Metro Bank’s shares soared by a third after it emerged earlier this month that Carlyle had its eye on the challenger bank, which is trying to revive its fortunes after an accounting scandal in 2019 caused an investor revolt and the eventual exit of its former chief executive and chairman.
There were hopes that an offer from Carlyle could trigger a long-awaited wave of consolidation in the challenger bank sector. However Metro Bank’s shares slid last week after Carlyle pulled out of talks, which were at an early stage. Since its stock market float in 2016, when the lender was valued at £1.6bn, shareholders have seen 95pc of their investment vanish.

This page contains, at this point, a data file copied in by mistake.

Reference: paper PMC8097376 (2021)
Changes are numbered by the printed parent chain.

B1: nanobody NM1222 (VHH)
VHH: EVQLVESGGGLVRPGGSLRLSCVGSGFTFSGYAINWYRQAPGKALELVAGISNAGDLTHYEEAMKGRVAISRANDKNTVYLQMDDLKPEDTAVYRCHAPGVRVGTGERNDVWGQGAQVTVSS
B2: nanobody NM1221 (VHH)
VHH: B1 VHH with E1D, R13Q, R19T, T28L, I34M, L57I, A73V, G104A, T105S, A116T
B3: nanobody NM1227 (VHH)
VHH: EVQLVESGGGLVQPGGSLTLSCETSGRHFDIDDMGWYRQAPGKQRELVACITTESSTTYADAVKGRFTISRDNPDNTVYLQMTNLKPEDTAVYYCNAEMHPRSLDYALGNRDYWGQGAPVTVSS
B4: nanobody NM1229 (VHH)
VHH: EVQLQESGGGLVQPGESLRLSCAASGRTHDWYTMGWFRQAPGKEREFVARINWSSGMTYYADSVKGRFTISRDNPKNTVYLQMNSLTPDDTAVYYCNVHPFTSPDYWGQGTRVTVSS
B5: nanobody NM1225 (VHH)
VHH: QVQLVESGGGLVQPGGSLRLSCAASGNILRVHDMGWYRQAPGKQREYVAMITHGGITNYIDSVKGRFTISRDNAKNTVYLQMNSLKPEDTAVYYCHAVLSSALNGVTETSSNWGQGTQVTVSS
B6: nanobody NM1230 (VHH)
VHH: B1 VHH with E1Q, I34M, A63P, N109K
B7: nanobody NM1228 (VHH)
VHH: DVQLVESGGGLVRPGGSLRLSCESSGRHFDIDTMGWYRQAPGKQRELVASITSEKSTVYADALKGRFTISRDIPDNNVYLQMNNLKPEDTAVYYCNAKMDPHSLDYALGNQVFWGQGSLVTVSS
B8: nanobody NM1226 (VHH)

Mr Hill, a former golfing buddy of Donald Trump, had a loyal set of backers in the US when he created the high-street bank, including billionaire Steven Cohen. However Mr Cohen, once the lender’s biggest backer, has also reduced his investment since the accounting scandal.
A Metro Bank spokesman said: “It is not appropriate for us to comment on the investment decisions of our shareholders.”